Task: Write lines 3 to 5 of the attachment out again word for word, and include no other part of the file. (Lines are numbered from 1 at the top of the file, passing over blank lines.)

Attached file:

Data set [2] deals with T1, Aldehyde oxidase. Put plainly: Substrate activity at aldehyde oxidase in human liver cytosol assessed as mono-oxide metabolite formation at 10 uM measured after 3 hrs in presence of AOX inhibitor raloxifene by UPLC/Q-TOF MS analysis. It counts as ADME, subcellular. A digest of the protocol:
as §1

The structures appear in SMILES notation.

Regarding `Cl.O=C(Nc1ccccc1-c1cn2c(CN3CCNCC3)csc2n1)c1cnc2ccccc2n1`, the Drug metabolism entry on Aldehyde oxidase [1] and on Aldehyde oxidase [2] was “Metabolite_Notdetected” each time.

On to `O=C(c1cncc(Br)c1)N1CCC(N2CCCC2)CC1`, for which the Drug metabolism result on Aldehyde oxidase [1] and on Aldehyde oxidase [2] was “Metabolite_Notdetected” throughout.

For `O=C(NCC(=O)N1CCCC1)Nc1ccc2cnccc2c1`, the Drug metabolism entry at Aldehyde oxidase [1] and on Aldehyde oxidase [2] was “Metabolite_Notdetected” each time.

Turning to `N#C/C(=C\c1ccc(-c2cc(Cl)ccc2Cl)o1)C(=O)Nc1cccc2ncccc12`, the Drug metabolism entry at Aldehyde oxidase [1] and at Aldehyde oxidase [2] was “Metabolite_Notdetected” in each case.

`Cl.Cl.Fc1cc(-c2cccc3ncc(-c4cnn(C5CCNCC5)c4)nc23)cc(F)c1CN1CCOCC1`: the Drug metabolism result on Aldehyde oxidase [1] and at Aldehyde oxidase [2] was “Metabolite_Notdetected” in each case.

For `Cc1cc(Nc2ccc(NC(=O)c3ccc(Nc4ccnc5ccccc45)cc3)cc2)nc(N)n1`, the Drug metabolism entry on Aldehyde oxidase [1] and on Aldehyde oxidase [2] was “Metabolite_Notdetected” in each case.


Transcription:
The structures appear in SMILES notation.

Regarding `Cl.O=C(Nc1ccccc1-c1cn2c(CN3CCNCC3)csc2n1)c1cnc2ccccc2n1`, the Drug metabolism entry on Aldehyde oxidase [1] and on Aldehyde oxidase [2] was “Metabolite_Notdetected” each time.

On to `O=C(c1cncc(Br)c1)N1CCC(N2CCCC2)CC1`, for which the Drug metabolism result on Aldehyde oxidase [1] and on Aldehyde oxidase [2] was “Metabolite_Notdetected” throughout.